Education minister resigns over NTU controversy

Education Minister Yeh Jiunn-rong is seen in this undated file photo. He tendered his resignation on Dec. 25 after his decision the previous day to approve the controversial appointment of the NTU president drew a backlash. (NOWnews)

TAIPEI (CNA) — Education Minister Yeh Jiunn-rong (葉俊榮) tendered his resignation on Dec. 25 after his decision the previous day to approve the controversial appointment of Kuan Chung-ming (管中閔) as National Taiwan University (NTU) president drew a backlash.

In a post on his Facebook page, Yeh said he has resigned to shoulder the political responsibility for any problems his decision on Kuan’s case caused.

The NTU president selection has caused serious damage to Taiwan’s education system, which should not be a battleground for social differences and standoffs, he wrote.

Out of respect for the law, the spirit of education and university autonomy, he insisted on doing the right thing, he wrote, saying, “I am not reluctant to give up the post.” Premier Lai Ching-te (賴清德) has agreed to Yeh’s resignation, Cabinet Secretary-General Cho Jung-tai (卓榮泰) said Tuesday.

Yeh announced at a press conference on Dec. 24 that his ministry had reluctantly agreed to the appointment of Kuan as NTU president and that it would be up to the university to decide when the new president took office.

The announcement ended a standoff over the appointment that was triggered when Kuan was elected as NTU president on Jan. 5.

The ministry had held off on approving the selection of Kuan, citing major flaws in the process, while NTU insisted on his appointment as a matter of university autonomy.

Initial reaction on Monday to the decision seemed muted.

Presidential Office spokesman Sidney Lin (林鶴明) said publicly that the matter has always been up to the Cabinet to decide and that the president respected the move.

The Cabinet’s spokesperson Kolas Yotaka said Yeh informed Premier Lai of the decision via text message and that Lai responded by directing him to think the matter over carefully and explain it to the public.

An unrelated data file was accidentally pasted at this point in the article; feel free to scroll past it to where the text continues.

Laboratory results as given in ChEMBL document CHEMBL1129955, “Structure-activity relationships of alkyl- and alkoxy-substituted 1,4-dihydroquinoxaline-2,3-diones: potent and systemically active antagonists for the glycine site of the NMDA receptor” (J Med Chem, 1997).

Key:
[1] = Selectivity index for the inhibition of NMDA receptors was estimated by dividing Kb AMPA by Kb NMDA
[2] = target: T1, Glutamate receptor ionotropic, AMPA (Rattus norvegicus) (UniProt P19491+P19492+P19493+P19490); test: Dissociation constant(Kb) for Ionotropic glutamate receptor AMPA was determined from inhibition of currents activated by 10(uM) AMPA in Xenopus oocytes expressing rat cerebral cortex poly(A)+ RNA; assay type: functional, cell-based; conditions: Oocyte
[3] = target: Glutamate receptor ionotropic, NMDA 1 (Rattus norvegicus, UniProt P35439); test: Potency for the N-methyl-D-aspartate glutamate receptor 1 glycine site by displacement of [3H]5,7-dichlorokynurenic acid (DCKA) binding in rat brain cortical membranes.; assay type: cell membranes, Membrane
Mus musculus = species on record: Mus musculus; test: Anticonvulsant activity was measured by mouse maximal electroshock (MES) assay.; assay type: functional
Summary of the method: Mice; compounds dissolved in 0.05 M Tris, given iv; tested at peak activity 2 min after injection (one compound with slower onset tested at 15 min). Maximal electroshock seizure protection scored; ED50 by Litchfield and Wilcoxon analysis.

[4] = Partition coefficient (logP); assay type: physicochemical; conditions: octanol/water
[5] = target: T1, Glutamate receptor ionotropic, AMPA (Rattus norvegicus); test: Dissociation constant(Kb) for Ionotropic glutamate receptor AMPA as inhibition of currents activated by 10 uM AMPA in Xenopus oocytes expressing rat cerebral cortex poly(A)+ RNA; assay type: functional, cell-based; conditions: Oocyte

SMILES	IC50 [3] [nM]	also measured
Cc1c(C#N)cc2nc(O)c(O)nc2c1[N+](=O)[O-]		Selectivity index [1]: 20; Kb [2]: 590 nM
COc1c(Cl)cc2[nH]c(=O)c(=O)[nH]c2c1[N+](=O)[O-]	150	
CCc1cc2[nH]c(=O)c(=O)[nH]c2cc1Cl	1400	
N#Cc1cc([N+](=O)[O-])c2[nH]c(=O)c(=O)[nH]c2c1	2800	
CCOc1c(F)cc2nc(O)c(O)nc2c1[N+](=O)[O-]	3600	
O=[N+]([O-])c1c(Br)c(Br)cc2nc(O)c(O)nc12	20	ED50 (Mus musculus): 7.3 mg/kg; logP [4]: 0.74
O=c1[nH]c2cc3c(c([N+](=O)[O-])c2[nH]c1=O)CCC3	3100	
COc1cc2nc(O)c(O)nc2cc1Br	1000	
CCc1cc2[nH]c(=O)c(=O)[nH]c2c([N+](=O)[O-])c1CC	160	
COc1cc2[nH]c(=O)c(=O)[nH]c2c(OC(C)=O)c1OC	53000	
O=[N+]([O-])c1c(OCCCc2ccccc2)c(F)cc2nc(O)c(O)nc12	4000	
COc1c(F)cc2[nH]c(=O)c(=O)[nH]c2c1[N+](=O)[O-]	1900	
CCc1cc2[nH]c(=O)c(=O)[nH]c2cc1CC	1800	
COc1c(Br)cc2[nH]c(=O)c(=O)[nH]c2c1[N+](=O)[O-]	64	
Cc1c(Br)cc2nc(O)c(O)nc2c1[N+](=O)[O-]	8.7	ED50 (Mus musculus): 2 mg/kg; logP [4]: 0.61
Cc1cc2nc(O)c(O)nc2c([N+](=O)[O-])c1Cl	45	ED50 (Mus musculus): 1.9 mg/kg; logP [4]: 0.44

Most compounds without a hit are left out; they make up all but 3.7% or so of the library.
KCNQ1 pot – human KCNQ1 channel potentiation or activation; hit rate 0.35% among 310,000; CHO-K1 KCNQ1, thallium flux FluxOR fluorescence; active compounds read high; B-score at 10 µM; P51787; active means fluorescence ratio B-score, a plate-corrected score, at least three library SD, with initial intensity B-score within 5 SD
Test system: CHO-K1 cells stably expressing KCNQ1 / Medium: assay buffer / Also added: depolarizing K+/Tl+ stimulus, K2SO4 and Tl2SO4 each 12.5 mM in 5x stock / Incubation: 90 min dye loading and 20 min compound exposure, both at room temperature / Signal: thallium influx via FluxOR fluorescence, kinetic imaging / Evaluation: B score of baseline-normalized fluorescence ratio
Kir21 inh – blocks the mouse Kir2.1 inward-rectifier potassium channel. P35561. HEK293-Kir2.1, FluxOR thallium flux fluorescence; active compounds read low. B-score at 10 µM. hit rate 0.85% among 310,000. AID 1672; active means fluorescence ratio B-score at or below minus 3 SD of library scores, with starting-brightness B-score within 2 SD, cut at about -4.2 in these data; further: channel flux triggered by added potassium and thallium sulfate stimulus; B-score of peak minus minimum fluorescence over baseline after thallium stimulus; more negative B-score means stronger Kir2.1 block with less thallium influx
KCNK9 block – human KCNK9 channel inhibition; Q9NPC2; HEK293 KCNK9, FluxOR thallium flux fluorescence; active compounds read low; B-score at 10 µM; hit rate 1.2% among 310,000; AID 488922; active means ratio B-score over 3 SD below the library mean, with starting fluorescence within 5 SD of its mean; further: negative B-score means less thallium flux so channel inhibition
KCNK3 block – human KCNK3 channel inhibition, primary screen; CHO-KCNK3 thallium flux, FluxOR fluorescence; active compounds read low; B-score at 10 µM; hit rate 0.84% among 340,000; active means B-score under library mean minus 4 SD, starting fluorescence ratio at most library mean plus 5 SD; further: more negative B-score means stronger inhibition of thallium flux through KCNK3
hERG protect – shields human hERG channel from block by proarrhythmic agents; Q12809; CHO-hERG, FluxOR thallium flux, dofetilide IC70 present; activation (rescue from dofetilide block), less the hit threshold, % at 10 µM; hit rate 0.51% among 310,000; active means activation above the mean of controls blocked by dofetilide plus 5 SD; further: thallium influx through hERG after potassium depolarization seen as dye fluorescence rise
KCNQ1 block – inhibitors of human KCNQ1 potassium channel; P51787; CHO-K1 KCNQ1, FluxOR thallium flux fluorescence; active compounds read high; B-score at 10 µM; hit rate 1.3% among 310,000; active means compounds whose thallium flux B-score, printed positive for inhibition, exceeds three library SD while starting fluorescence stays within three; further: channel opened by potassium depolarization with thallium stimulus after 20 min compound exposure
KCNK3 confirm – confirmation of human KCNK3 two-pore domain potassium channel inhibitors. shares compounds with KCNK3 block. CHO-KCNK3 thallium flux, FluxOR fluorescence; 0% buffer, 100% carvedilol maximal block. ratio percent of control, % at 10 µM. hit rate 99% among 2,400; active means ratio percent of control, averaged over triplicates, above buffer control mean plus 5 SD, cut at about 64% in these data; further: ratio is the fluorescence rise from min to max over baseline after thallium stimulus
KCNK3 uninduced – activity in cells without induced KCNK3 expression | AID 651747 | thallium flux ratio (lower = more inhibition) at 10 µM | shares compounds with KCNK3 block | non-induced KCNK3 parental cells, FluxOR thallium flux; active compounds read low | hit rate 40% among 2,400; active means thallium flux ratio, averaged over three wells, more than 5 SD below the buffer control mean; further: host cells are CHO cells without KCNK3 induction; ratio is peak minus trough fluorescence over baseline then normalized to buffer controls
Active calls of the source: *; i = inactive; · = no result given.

A day later, however, Democratic Progressive Party (DPP) government officials and legislators were up in arms. The Presidential Office’s Lin cited President Tsai Ing-wen (蔡英文) as saying that the Ministry of Education’s decision “caught everyone by surprise.” “Obviously this needs to be reviewed,” Lin cited Tsai as saying, referring to the fact that DPP lawmakers were not informed of the decision in advance.

The Cabinet also complained Tuesday that the decision caught it by surprise, reiterating that the premier was only informed of the move by a text message less than two hours before Yeh held a press conference on the issue.

Following Yeh’s announcement later Monday, Cabinet Secretary-General Cho Jung-tai blasted the minister for failing to properly inform the premier of the plan to approve the controversial appointment, using a text message instead.

Cho, who is running to be the DPP’s new chairman after Tsai resigned following a major DPP defeat in local elections on Nov. 24, denounced Yeh for totally ignoring administrative ethics.

He pledged to seek what was behind Yeh’s decision and to hold Yeh liable for any administrative flaws if there were any. Several DPP lawmakers also complained that they were caught off-guard by Yeh’s announcement.

In a post on social media, Legislator Lo Chih-cheng (羅致政) said “I totally cannot accept it,” and demanded that Yeh step down to take responsibility for the “wrong decision.”

At Monday’s press conference, Yeh said that after he took over as education minister in July, the ministry determined that there were major flaws in the selection process, including an undisclosed conflict of interest between Kuan and Taiwan Mobile Co. Vice Chairman Richard Tsai (蔡明興).

Kuan was an independent director on Taiwan Mobile’s board while Tsai was on the 21-member NTU committee responsible for electing the university’s president.

To address the flaws, Yeh said he spoke several times with the NTU presidential selection committee in the hope that it would act responsibly and hold meetings to come up with a solution.

The selection committee never did meet to address the issues, however, and the ministry did not expect it would do so, Yeh said.

Considering that Kuan’s case has been stalled for a long time and that the two parties have different positions, the ministry decided to approve Kuan’s appointment to protect students’ rights and to promote the development of higher education, the minister said.

But he asked NTU to conduct a complete review within three months of the flaws and disputes that surfaced during the process of electing a new president and submit a report to the ministry on corrective measures to be taken.

Critics of the DPP government’s year-long rejection of Kuan saw its opposition to Kuan as politically motivated because of Kuan’s association with the opposition Kuomintang (KMT).

Kuan served in the KMT administration unseated by the DPP in 2016 as its chief economic planner from February 2013 to February 2015.

The DPP’s attitude toward Kuan was cited as one of the factors that led to a decline in the party’s popularity and its election defeat on Nov. 24.

Two education ministers, Pan Wen-chung (潘文忠) and Wu Maw-kuen (吳茂昆), resigned over the controversy before Yeh assumed the post, and NTU has never named an alternative candidate for the post of president.

By Hsieh Chia-chen, Ku Chuan, Chen Chun-hua and Elizabeth Hsu